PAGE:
This could lead to an explosive and polarizing scenario where the Board of Supervvisors, in an election year, would be asked to remove Mirkarimi, a former fellow supervisor and political ally, as sheriff or side with him on what has turned out to become a toxic political issue. This would affect at minimum Mar, Avalos, Campos, and Olague in the supervisors' races and Mar, Avalos, and Campos in the upcoming Democratic County Central Committee race. It would also affect any candidate in any race that said a nice word about Mirkarimi.  If anybody thinks the mayor and the downtown gang would be unhappy with this prospect, think again. I recommend that Lee hold off on Mirkarimi, and work to uphold his position as a "unifier," and not become a polarizer and promoter of media and City Hall circuses. Instead of taking on Mirkarimi and the progressives, he should concentrate on such important and timely issues as helping stop the foreclosure process on the thousands of homes facing foreclosure in San Francisco. More: he should go after the big foreclosure banks, starting with the Bank of America and its multi-million dollar short term cash account with the city, and  Wells Fargo, with its national headquarters here in town.b3

More than 1,000 homes in San Francisco are either in foreclosure or at the start of the process. Some 16,000 homeowners are underwater, and as many as 12,000 may face foreclosure in the next 12 months. A report by the Alliance of Californians for Community Empowerment shows that the city could lose $115 million from the reduced property taxes and the costs of carrying out evictions.

That's a crisis — and while the mayor has no direct control over home foreclosures, he ought to be speaking out and joining the protesters who are fighting this cascade of often-fraudulent bank actions. Read more »

Mirkarimi sentenced, absent drama


The drama that hordes of reporters were waiting for didn't happen. District Attorney George Gascon's threat to "bring up" at Sheriff Ross Mirkarimi's sentencing the notion that Mirkarimi didn't really think he was guilty vanished. Read more »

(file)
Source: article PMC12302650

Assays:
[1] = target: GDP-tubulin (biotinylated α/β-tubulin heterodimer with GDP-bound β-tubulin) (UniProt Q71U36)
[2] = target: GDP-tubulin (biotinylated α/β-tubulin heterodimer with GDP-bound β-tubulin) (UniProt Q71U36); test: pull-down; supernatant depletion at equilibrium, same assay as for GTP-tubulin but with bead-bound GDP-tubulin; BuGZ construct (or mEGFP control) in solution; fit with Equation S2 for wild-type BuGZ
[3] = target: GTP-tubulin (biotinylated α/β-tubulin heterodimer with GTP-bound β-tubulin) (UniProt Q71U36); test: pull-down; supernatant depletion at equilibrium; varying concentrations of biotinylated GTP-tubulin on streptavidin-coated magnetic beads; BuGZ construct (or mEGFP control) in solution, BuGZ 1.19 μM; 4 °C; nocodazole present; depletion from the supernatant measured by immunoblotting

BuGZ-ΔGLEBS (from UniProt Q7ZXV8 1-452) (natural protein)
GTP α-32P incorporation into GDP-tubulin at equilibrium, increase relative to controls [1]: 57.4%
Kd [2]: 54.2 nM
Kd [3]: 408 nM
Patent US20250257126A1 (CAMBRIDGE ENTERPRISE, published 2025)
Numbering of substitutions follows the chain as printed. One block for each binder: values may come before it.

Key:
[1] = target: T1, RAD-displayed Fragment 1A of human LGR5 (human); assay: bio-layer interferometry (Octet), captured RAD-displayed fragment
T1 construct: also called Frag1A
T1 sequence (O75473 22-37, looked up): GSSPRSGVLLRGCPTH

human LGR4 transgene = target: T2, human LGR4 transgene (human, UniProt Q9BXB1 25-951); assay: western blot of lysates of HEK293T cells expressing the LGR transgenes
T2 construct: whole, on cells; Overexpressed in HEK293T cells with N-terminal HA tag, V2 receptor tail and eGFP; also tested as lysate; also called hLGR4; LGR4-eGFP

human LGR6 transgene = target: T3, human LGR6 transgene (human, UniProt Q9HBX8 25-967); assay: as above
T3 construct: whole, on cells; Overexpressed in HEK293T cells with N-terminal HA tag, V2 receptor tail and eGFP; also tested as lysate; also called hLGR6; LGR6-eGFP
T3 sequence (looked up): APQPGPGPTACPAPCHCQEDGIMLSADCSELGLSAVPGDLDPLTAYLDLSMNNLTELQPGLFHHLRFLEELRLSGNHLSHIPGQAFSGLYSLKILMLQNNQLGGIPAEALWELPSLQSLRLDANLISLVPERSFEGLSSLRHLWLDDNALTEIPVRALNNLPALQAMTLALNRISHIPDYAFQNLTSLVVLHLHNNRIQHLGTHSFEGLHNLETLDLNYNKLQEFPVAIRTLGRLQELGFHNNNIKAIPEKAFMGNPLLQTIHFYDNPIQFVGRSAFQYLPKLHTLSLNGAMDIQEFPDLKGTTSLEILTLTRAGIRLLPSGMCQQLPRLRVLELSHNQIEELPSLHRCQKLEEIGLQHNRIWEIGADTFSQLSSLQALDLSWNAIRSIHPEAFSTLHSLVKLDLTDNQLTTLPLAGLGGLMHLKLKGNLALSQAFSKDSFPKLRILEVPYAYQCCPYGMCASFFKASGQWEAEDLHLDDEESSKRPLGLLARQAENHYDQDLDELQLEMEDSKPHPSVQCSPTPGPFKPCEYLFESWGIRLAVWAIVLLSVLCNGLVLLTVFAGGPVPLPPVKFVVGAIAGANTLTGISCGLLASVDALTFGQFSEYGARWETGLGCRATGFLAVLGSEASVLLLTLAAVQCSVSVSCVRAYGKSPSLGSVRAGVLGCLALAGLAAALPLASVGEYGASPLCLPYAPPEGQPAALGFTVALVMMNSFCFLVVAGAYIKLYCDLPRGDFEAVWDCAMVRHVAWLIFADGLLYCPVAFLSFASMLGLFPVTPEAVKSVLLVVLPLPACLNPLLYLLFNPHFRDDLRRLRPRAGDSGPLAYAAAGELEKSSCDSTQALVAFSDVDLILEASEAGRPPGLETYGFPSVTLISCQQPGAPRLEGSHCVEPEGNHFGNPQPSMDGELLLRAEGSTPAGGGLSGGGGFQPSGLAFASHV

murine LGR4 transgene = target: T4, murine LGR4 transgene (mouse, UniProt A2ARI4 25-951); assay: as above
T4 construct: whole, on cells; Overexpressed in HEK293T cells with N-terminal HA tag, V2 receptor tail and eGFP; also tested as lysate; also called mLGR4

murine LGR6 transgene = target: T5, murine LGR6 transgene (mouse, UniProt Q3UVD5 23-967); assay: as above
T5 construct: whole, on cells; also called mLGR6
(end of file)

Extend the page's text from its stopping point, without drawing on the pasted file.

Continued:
Jeff Adachi on Gascon and Mirkarimi


Jeff Adachi, the public defender, who has been trying criminal cases for a quarter century, had some interesting comments on District Attorney George Gascon's latest move:Read more »

Gascon and the Mirkarimi plea deal


The Mirkarimi case has taken another strange turn: The district attorney, George Gascon, just told the Chronicle that he doesn't think the sheriff really thinks he's guilty, and wants to raise that at his sentencing March 19.Read more »

Opinion: SF needs police domestic violence policy


EDITORS NOTE: This story includes a correction. The original version misstated the disposition of Judge McBride's charges.

 Read more »

Why Mirkarimi pled guilty


Sheriff Ross Mirkarimi didn’t want to cop a plea. He knew the damage it  would cause to his political career and he was prepared to fight the charges. But when it became clear that he was losing every single motion around the admissibility of evidence, even when he and his attorney, Lidia Stiglich, were convinced they were right on the merits -- and when it was clear from juror surveys that virtually everyone in town had read the salacious press accounts and it was impossible to find a neutral jury, he decided he had no choice.

Read more »